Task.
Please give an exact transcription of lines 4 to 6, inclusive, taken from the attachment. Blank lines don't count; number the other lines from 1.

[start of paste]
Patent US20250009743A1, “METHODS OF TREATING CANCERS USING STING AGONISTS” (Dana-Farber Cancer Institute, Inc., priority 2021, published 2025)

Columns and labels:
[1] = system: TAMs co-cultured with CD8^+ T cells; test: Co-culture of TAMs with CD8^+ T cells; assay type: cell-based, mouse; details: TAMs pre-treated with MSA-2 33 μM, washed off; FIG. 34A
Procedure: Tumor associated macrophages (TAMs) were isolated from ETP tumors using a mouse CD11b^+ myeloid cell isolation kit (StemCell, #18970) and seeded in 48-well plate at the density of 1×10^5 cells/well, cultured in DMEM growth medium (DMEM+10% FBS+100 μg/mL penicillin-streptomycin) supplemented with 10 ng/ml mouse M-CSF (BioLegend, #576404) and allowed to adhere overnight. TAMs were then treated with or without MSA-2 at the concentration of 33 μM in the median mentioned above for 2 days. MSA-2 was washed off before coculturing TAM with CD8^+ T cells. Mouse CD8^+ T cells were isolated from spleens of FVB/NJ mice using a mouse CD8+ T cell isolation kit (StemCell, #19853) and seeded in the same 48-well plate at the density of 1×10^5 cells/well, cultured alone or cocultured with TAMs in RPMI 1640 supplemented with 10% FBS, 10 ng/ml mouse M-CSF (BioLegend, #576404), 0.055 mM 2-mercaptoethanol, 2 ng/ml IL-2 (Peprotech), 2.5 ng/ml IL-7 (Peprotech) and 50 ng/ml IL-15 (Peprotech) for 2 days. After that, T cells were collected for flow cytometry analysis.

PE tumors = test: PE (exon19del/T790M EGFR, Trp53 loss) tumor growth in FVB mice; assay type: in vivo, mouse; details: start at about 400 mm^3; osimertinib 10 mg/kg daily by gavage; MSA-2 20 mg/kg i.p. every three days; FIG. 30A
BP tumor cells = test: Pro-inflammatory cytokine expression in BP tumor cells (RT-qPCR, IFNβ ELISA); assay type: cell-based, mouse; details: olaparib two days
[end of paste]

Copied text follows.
Procedure: Tumor associated macrophages (TAMs) were isolated from ETP tumors using a mouse CD11b^+ myeloid cell isolation kit (StemCell, #18970) and seeded in 48-well plate at the density of 1×10^5 cells/well, cultured in DMEM growth medium (DMEM+10% FBS+100 μg/mL penicillin-streptomycin) supplemented with 10 ng/ml mouse M-CSF (BioLegend, #576404) and allowed to adhere overnight. TAMs were then treated with or without MSA-2 at the concentration of 33 μM in the median mentioned above for 2 days. MSA-2 was washed off before coculturing TAM with CD8^+ T cells. Mouse CD8^+ T cells were isolated from spleens of FVB/NJ mice using a mouse CD8+ T cell isolation kit (StemCell, #19853) and seeded in the same 48-well plate at the density of 1×10^5 cells/well, cultured alone or cocultured with TAMs in RPMI 1640 supplemented with 10% FBS, 10 ng/ml mouse M-CSF (BioLegend, #576404), 0.055 mM 2-mercaptoethanol, 2 ng/ml IL-2 (Peprotech), 2.5 ng/ml IL-7 (Peprotech) and 50 ng/ml IL-15 (Peprotech) for 2 days. After that, T cells were collected for flow cytometry analysis.

PE tumors = test: PE (exon19del/T790M EGFR, Trp53 loss) tumor growth in FVB mice; assay type: in vivo, mouse; details: start at about 400 mm^3; osimertinib 10 mg/kg daily by gavage; MSA-2 20 mg/kg i.p. every three days; FIG. 30A
BP tumor cells = test: Pro-inflammatory cytokine expression in BP tumor cells (RT-qPCR, IFNβ ELISA); assay type: cell-based, mouse; details: olaparib two days